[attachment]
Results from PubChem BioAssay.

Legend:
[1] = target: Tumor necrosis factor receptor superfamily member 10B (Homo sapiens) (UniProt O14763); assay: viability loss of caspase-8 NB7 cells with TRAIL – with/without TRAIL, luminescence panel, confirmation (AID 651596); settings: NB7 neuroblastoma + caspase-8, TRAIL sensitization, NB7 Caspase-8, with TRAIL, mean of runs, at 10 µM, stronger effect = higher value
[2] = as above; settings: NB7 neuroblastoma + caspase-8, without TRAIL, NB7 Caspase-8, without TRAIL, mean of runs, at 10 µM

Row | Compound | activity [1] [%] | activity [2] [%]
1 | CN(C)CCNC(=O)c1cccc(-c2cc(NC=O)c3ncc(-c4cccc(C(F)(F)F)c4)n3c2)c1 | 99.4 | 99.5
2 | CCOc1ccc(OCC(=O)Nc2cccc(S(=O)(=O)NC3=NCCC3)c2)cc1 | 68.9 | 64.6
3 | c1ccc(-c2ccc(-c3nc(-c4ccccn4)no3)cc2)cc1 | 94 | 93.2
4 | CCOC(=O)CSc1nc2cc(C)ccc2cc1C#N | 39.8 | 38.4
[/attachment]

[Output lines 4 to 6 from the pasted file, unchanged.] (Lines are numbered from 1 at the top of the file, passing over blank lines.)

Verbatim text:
[2] = as above; settings: NB7 neuroblastoma + caspase-8, without TRAIL, NB7 Caspase-8, without TRAIL, mean of runs, at 10 µM

Row | Compound | activity [1] [%] | activity [2] [%]
1 | CN(C)CCNC(=O)c1cccc(-c2cc(NC=O)c3ncc(-c4cccc(C(F)(F)F)c4)n3c2)c1 | 99.4 | 99.5